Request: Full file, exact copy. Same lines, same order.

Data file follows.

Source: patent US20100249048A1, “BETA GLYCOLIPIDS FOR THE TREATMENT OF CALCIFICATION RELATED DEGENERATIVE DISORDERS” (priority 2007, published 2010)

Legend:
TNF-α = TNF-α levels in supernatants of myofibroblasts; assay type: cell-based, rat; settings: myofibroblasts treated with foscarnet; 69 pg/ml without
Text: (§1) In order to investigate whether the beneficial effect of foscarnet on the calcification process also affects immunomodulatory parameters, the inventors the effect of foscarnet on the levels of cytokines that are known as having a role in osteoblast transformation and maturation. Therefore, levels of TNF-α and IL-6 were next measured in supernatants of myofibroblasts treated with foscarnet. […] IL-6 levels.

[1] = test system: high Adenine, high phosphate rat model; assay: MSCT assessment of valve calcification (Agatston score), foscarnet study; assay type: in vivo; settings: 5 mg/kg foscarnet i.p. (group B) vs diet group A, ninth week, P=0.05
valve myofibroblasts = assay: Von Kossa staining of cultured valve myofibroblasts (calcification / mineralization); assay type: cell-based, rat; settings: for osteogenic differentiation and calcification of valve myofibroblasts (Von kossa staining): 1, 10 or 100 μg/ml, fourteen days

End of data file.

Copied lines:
Source: patent US20100249048A1, “BETA GLYCOLIPIDS FOR THE TREATMENT OF CALCIFICATION RELATED DEGENERATIVE DISORDERS” (priority 2007, published 2010)

Legend:
TNF-α = TNF-α levels in supernatants of myofibroblasts; assay type: cell-based, rat; settings: myofibroblasts treated with foscarnet; 69 pg/ml without
Text: (§1) In order to investigate whether the beneficial effect of foscarnet on the calcification process also affects immunomodulatory parameters, the inventors the effect of foscarnet on the levels of cytokines that are known as having a role in osteoblast transformation and maturation. Therefore, levels of TNF-α and IL-6 were next measured in supernatants of myofibroblasts treated with foscarnet. […] IL-6 levels.

[1] = test system: high Adenine, high phosphate rat model; assay: MSCT assessment of valve calcification (Agatston score), foscarnet study; assay type: in vivo; settings: 5 mg/kg foscarnet i.p. (group B) vs diet group A, ninth week, P=0.05
valve myofibroblasts = assay: Von Kossa staining of cultured valve myofibroblasts (calcification / mineralization); assay type: cell-based, rat; settings: for osteogenic differentiation and calcification of valve myofibroblasts (Von kossa staining): 1, 10 or 100 μg/ml, fourteen days